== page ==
Focus on ST Helena Bay, West Coast, Western Province, South Africa

St Helena Bay is unique as it is the only place on the West Coast where the sun rises over the sea. This is particularly important for early morning whale and bird watchers.

During the Ice Ages, the mighty glaciers that changed the landscape and vegetation of Europe did not reach down to the western coast of southern Africa

Thus, in geological terms this region has remained unchanged throughout the ages resulting in the unique flora and the eerie granite outcrops formed by winds, currents and changes in the sea level over the millennia. 700 000 years ago, descendants of the first human beings migrated southward from central Africa. Stone tools, shelters and artifacts from these early settlers are still being found. The cultures that developed from these people, (who were sometimes isolated for long periods by geological factors) resulted in a keen understanding of the land and its flora and fauna. The Khoikhoi and the Sonqua (San) were people who lived on the land and understood its every feature.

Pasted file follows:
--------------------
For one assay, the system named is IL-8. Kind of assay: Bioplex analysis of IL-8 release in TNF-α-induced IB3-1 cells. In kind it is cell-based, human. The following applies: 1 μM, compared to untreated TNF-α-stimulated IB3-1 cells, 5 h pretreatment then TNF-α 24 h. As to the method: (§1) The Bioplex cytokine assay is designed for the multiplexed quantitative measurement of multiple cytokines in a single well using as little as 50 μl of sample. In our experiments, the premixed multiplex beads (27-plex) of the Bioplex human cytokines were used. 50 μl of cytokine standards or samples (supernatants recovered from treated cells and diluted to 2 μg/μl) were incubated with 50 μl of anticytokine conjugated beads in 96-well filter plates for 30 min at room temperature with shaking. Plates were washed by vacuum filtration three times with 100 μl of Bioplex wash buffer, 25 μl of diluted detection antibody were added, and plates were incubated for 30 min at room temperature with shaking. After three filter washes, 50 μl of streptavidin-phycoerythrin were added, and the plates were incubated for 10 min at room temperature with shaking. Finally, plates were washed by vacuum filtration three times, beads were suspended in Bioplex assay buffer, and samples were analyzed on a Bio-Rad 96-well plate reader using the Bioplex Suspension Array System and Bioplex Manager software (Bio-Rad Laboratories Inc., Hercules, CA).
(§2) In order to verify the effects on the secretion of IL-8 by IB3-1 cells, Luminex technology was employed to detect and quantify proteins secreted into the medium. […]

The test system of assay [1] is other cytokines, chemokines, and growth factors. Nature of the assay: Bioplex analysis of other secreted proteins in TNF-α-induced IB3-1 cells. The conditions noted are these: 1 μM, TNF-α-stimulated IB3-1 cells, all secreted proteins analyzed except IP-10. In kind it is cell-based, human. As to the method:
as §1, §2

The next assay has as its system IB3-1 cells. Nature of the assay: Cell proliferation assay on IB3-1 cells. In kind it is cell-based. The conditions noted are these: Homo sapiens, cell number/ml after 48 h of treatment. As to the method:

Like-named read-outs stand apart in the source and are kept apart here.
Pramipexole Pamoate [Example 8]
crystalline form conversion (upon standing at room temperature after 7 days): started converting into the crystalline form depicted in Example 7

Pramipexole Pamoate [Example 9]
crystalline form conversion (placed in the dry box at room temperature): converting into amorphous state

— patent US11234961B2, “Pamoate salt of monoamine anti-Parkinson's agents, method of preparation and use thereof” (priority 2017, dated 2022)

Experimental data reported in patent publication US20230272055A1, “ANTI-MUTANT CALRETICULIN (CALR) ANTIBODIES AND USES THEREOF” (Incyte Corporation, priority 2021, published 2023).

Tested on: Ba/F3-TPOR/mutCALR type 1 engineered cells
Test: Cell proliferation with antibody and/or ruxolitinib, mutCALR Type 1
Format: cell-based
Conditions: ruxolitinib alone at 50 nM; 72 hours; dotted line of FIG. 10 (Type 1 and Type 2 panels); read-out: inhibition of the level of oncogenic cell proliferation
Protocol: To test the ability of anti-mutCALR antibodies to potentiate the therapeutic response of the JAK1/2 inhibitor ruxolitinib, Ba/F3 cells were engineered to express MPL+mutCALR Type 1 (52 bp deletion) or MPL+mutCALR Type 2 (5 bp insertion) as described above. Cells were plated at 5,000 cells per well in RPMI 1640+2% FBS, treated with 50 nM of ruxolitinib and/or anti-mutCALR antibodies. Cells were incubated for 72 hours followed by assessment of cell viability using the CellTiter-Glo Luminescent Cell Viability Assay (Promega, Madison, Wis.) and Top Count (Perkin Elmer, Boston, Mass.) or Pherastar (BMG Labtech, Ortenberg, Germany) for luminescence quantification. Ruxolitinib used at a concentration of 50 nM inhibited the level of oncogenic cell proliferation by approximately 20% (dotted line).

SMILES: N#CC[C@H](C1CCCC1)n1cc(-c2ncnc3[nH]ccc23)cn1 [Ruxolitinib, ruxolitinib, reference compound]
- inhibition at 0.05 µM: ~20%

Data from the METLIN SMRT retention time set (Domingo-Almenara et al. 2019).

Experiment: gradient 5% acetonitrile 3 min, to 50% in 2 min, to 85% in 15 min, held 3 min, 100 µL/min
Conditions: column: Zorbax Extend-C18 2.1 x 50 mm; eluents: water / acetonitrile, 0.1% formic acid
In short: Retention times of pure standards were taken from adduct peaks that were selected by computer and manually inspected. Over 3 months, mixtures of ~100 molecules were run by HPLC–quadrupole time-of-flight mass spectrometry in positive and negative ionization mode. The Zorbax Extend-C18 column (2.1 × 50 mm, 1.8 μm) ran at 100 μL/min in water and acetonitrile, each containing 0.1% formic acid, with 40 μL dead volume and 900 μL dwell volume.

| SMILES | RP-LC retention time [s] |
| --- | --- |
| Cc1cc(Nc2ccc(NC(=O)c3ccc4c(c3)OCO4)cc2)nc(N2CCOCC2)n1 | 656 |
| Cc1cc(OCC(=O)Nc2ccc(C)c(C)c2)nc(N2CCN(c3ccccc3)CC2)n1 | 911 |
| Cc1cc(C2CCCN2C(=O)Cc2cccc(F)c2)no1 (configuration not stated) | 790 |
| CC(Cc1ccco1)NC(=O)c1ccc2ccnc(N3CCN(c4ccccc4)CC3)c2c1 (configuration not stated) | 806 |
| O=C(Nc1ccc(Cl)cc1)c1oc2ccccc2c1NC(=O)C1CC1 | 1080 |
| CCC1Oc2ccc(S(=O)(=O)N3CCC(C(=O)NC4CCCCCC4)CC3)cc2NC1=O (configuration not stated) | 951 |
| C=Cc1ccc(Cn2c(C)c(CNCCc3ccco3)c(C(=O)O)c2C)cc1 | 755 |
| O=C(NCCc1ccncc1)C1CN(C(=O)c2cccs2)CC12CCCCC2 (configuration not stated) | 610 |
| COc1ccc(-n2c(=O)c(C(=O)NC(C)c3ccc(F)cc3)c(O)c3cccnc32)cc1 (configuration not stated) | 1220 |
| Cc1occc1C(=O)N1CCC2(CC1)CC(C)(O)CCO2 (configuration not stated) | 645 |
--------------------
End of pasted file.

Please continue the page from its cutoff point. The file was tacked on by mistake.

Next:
The arid region made water and the use of it a focal point of their culture. So, when the first Europeans landed in St Helena Bay under the leadership of Vasco Da Gama in 1497, there were bound to be misunderstandings...Go to History to read more about these fascinating people and their fate.

Today, St Helena Bay is home to the fishing industry and has the largest concentration of fishing factories which provide more that half of the fish produced in South Africa annually. These factories are distributed along the south-western coast of the bay and include communities like Stompneus Bay, West Point, Sandy Point and Steenberg's Cove.

Excitement grows during 'snoek' season (snoek are very special fish found only off the south african coast. There are similar species elsewhere but no one can mistake the delicate and unique flavour of real snoek.) A particular delicacy (also called Cape Caviar) is snoek roe. Snoek soup, quiche and many other dishes are very much part of the South African cuisine

Crayfish/Kreef (West Coast Rock Lobster) are abundant on the West Coast. The crayfish industry provides much needed income for many poor folks along the west coast, but like all seafood, it is particularly susceptible to over-fishing. Abalone (Perlemoen), Oysters & Mussels are more delicious fruits of the sea found on the West Coast

Jasus Ialandii (West Coast Rock Lobster)

Article from: www.sawestcoast.com